No list of the best Xbox multiplayer games would be complete without a racing game, and Forza Horizon 4 is arguably one of the Xbox One’s flagship titles. This expansive racing game takes place across a good chunk of the United Kingdom, from Edinburgh to Ambleside. You can compete in races, build up your stash of cars, customize your avatar’s clothing and accessories or simply drive from place to place, taking in the huge open world. If you play online, each server supports up to 72 players. There’s no local multiplayer, though, so if you want to play with your friends, they’ll need their own copies of the game.

Gears 5

gears 5

(Image credit: Microsoft)

Gears of War is one of the most recognizable multiplayer shooters on Xbox, and Gears 5 is where you’ll find most of the player base these days. Gears 5 has ongoing Operations, which let players compete in various multiplayer scenarios and maps. There are plenty of challenges to undertake, from cooperative Horde modes to competitive Team Deathmatch modes. You can even play the story campaign cooperatively, either locally or online. At its core, Gears 5 is a fairly simple third-person shooter, but it’s also a refined third-person shooter with a lot of potential strategies to employ. Give it a try, if you haven’t.

Halo: The Master Chief Collection

halo reach

(Image credit: Microsoft)

“Halo” is nearly synonymous with “Xbox multiplayer,” and you can play every Halo game on modern Xbox consoles. Halo 5 has a bigger competitive multiplayer scene, but Halo: The Master Chief Collection is where you’ll want to go for cooperative multiplayer. That’s because The Master Chief Collection gathers the first six games in the Halo series, complete with cooperative campaign gameplay, either online or locally. Halo veterans know that campaign co-op is one of the most memorable aspects of the series, combining challenging combat, impressive set pieces and a surprisingly decent ongoing story. It’s also a great way to get ready for Halo Infinite later this year.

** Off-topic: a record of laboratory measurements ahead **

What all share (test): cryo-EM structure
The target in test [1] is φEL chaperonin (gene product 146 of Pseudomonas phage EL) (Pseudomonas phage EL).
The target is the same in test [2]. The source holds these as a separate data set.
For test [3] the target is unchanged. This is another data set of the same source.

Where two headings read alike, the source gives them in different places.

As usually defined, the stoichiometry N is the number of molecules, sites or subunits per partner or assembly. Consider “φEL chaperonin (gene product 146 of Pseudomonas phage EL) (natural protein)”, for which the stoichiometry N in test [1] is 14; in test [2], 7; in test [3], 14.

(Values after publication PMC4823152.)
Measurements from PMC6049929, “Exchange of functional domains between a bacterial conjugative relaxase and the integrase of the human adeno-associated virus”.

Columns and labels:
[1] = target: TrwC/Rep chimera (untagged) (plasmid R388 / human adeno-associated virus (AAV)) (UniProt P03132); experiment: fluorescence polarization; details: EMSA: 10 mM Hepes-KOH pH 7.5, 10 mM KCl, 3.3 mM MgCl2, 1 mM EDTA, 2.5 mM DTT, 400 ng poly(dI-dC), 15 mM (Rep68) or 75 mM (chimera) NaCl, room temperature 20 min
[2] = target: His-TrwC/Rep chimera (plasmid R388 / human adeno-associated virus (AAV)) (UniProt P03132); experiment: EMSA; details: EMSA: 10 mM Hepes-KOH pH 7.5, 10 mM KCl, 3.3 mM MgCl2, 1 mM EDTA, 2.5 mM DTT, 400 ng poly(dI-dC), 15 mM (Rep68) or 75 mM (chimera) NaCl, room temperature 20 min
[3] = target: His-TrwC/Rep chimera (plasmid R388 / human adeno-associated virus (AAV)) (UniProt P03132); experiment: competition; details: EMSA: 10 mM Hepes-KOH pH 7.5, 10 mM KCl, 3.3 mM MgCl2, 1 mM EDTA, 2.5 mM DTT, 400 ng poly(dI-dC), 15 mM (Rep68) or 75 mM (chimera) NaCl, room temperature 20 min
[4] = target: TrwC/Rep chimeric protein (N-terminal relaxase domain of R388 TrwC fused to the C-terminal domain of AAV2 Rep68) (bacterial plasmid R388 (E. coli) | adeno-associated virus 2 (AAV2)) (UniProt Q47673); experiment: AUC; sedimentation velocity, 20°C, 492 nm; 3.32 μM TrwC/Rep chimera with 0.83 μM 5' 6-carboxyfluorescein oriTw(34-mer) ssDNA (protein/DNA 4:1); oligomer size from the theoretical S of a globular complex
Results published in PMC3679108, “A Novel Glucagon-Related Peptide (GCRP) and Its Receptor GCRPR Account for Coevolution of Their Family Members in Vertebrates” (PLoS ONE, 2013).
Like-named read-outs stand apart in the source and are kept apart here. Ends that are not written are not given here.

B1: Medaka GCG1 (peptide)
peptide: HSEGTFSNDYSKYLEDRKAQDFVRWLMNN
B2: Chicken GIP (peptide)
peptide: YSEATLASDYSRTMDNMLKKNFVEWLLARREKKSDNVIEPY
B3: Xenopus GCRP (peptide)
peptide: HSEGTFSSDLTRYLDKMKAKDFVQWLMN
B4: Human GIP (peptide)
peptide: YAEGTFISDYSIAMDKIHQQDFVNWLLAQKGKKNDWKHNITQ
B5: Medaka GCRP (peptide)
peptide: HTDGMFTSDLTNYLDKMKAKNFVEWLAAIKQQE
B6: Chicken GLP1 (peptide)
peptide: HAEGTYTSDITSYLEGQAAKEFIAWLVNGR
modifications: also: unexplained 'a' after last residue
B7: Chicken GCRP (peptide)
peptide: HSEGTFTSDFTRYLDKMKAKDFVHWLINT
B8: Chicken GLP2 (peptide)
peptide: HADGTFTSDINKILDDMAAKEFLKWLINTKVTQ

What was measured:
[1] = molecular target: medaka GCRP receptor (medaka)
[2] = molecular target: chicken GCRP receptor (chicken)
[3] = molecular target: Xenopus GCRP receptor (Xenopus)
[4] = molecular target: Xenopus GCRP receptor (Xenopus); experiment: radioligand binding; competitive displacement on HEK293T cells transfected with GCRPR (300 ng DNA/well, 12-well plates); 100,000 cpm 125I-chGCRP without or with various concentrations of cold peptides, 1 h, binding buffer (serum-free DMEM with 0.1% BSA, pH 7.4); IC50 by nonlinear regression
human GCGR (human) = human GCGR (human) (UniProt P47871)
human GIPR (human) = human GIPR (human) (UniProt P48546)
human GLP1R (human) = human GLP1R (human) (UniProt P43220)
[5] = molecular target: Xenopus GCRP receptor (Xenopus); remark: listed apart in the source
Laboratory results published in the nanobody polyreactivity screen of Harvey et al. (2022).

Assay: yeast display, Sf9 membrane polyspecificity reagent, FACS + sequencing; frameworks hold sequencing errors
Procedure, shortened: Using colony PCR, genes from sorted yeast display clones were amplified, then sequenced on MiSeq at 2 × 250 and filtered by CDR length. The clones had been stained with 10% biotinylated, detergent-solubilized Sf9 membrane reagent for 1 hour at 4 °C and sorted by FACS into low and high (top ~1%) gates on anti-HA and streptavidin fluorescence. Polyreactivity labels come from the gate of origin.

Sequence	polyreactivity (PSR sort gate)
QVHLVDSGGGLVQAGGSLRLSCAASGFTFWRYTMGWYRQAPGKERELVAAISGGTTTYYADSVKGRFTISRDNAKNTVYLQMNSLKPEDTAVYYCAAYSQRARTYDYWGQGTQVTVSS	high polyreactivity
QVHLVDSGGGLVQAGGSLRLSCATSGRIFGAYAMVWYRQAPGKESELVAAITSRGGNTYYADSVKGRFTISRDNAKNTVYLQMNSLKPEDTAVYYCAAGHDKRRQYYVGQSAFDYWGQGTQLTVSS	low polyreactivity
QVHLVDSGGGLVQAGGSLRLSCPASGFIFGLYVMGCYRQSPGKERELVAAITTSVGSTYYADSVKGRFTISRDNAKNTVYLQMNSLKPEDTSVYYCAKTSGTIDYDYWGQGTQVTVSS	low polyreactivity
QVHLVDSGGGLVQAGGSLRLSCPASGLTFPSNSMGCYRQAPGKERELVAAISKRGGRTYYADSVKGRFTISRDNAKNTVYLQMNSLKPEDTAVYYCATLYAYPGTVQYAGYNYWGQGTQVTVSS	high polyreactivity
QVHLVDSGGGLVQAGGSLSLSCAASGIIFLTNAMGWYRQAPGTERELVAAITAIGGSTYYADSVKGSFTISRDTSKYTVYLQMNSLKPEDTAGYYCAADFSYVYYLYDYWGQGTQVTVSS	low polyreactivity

Minecraft

minecraft

(Image credit: Mojang)

Multiplayer games don’t have to be all about combat. Minecraft isn’t. At this point, you’ve almost certainly heard of Minecraft, the creative sandbox that’s the digital equivalent of playing with an instruction-less Lego set. You explore a randomly generated environment (rendered in a signature blocky, pixelated art style), collecting resources as you go. You can then use these resources to craft whatever you desire, from enchanted swords to towering castles. You can play with up to four players locally, or up to 10 players online. You can also save your favorite randomly generated worlds and share them with friends.

Sea of Thieves

Sea of Thieves

(Image credit: Microsoft)

When you’ve had your fill of competitive shooters, you can always try being a pirate instead. In Sea of Thieves, you and up to three partners take command of your very own pirate ship. From there, you prowl the high seas for treasure to hoard, adventures to discover and enemies to fight — both computer-controlled monsters and other players. As you progress through the game, you’ll unlock cosmetic items, but the only way to build your skills is to play the game and learn its ins and outs. Sea of Thieves strikes a beautiful balance between directed and emergent gameplay, encouraging players to pursue their own goals, and cooperate with whoever’s available.

Star Wars: Battlefront II (2017)

star wars battlefront ii

(Image credit: EA)

Star Wars: Battlefront II (the 2017 version; not the one from 2005) isn’t the most inventive game on this list, but it does accomplish exactly what it sets out to do. You take control of a soldier in the Star Wars universe, participating in battles from the prequels, the original trilogy and the Disney sequels. You can fight on foot, in ground vehicles or in starships, traversing huge levels and completing optional objectives as you go. You can also play as recognizable heroes and villains, such as Luke Skywalker, Darth Vader, Obi-Wan Kenobi and Boba Fett. It’s pure fanservice — but it’s well-executed pure fanservice.

Marshall Honorof

Marshall Honorof is a senior editor for Tom's Guide, overseeing the site's coverage of gaming hardware and software. He comes from a science writing background, having studied paleomammalogy, biological anthropology, and the history of science and technology. After hours, you can find him practicing taekwondo or doing deep dives on classic sci-fi.